CONDITION OF ALANG WORKERS

P K Ganguly’s paper further focused at the harrowing conditions at the Alang ship breaking yard.

The ship breaking yard at Alang employs about 40,000 workers, all casual and mostly migrant from Orissa, Bihar and UP. Fatal accidents vary between 40 annually as acknowledged by Gujarat Maritime Board and 400 as reported by the workers at different work places. Most accidents occur due to gas explosion, cylinder bursts during dismantling of the engine, cutting top most parts of the ship, during torch cutting process, etc. Asbestos dust in all its toxic forms, viz white, blue and brown, is present everywhere. It even reaches inside the workers’ make-shift accommodations through their garments. It causes asbestosis, cancer of the lung pleura and the peritoneum. There is constant inhalation of fumes containing arsenic, lead, tributyl tin oxide, mercury, zinc, strontium, PCBs, hydrocarbons, carbon monoxide and so on. Reports from the Red Cross hospitals and other hospitals point to irreparable damage this process causes to the human immuno system, reproductive system, etc.

Apart from such damages caused to the life and health of the workers and the people around, the ship breaking operations cause enormous pollution to the environment and the sea. The scene is that of “everything burns.” Waste oil is burned at the shore in Alang. In Mumbai, it is pumped into the sea. Everything and all unusable parts of the ship, which cannot be sold, are thrown into the fire, generating a number of pollutants.

Although ship breaking in India is done under various statutes like the Factory Act (1948), Explosives Act (1984), Petroleum Storage Act (1976), Explosive Substances Act (1908) etc, the workers here work mostly without any protective equipments. The huge workforce is totally contractual. There is no minimum wage, no social security measures, no job security, no health scheme, no medical facilities, no accident compensation, no housing facilities, no maternity benefit, no safe drinking water, etc. In short, there is a jungle rule prevailing in this sphere for the 40,000 workers.

CONCLUSIONS ARRIVED AT

There was a big debate, generating heat, while drawing the conclusions. There was a consensus that the Basel convention decisions should be implemented, and the only one isolated was the president of the Ship Breakers Association from India. However, the following conclusions could be arrived at unanimously:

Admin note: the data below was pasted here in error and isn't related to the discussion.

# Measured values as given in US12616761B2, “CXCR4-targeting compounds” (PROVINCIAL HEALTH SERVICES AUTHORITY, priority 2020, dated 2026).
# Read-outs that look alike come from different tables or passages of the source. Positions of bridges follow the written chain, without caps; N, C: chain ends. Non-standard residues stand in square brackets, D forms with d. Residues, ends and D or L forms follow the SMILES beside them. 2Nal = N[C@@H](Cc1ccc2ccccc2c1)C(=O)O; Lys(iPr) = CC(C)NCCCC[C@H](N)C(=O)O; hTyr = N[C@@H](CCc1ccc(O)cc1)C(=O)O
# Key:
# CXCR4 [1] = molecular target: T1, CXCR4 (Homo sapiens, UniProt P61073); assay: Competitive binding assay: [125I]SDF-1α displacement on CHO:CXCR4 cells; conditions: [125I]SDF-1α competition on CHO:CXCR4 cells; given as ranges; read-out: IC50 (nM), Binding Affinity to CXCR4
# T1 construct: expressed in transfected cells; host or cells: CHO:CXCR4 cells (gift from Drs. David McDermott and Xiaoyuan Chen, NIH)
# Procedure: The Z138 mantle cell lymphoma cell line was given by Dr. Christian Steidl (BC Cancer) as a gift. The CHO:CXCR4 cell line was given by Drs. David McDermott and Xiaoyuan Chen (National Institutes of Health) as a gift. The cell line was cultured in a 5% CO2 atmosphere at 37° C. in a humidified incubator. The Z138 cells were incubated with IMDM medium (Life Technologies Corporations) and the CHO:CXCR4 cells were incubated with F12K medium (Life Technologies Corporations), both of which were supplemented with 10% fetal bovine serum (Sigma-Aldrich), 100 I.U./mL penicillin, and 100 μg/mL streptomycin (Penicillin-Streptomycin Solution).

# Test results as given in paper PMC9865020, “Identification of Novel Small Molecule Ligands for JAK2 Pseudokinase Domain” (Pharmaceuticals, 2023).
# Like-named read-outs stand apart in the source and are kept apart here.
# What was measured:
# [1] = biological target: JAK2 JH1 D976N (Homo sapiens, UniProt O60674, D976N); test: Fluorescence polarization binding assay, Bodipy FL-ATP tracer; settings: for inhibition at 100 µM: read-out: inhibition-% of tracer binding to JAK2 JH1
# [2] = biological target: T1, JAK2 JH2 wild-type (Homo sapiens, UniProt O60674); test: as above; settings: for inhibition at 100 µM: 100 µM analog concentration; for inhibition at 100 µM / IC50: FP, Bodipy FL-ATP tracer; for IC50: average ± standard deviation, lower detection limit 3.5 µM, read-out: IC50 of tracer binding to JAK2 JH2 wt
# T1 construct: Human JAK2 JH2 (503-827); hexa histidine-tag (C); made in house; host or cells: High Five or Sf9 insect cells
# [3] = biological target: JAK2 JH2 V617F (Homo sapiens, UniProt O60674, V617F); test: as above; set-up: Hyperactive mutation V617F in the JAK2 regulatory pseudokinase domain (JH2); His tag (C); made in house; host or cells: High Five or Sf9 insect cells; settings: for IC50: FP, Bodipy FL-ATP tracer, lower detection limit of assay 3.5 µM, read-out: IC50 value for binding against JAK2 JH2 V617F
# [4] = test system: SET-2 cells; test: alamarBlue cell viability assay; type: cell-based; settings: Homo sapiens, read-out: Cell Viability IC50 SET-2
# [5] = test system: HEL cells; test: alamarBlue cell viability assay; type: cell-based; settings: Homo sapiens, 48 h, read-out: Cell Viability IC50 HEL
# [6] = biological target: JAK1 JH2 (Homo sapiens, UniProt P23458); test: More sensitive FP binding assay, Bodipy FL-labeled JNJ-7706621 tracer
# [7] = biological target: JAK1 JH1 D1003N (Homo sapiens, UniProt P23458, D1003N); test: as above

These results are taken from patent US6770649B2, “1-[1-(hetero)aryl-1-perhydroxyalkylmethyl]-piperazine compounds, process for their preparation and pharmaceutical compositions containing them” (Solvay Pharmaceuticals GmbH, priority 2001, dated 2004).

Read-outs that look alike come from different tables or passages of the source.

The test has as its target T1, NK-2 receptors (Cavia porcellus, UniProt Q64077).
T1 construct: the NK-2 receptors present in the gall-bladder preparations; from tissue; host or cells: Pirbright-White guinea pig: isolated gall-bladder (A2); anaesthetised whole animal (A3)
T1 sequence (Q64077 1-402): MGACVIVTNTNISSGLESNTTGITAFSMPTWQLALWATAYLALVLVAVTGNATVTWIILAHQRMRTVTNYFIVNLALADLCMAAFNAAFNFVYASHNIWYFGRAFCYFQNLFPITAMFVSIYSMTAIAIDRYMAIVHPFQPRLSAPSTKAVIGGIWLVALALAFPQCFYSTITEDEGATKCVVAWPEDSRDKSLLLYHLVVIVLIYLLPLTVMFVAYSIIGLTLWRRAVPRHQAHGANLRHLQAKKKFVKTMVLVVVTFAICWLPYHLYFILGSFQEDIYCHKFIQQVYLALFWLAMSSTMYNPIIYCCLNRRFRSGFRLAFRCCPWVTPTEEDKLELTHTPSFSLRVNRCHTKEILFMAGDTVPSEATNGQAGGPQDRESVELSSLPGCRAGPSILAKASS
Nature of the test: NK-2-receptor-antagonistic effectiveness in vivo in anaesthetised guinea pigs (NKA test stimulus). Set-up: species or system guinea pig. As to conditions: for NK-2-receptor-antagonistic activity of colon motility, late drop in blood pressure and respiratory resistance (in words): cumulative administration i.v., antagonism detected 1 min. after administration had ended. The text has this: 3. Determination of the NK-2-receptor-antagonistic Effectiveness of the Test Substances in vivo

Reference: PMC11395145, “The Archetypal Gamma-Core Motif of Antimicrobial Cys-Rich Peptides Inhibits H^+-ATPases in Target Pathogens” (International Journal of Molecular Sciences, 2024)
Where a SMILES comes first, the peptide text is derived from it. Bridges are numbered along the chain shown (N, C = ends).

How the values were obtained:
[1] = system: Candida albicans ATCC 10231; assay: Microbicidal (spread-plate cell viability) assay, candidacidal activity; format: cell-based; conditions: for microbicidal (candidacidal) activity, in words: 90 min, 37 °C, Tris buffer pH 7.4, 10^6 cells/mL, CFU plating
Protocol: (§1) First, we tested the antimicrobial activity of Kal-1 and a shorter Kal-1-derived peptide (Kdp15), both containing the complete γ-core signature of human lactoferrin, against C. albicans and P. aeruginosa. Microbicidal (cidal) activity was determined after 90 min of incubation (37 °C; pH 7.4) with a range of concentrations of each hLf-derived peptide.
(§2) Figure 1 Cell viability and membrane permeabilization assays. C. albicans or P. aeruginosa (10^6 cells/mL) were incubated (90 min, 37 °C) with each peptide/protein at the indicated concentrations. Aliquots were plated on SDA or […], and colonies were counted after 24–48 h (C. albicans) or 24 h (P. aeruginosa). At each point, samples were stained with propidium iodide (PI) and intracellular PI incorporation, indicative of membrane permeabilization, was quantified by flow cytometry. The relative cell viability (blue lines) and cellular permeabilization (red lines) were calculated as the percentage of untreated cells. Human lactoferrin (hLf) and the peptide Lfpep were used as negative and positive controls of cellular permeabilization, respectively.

1. The Basel convention/IMO/ILO have to plug the loopholes through a mandatory effective regime for ship breaking.

  2. A liability chain needs to be set up to include the stakeholders such as owners/breakers/brokers, ports, etc.

  3. Joint positions should be developed by ship breaking countries to create a level playing field.

  4. Working conditions at ship breaking yards as well as environmental protection should be improved with the cooperation of competent authorities.

  5. New ships need to be designed, ones which are safe for recycling.
The seminar also urged for building up trade union activities in the ship breaking yards.

MEETING WITH MINISTERS

One day after the seminar, a six-member delegation comprising two toxic campaigners of the Greenpeace International, their Indian counterpart, two representatives from Bangladesh and P K Ganguly from India met the ministers of environment and transport of the Netherlands and three prominent ship owners of the country at the Hague, and conveyed the message of the seminar.

The six-number team then visited Greece for three days and met the Greek maritime minister and some Greece ship owners to convey the message.

The battle will be taken up again in the meeting of the International Maritime Organisation (IMO), to be held in London on July 14.

In India, it is necessary to carry forward the struggle through trade union activities.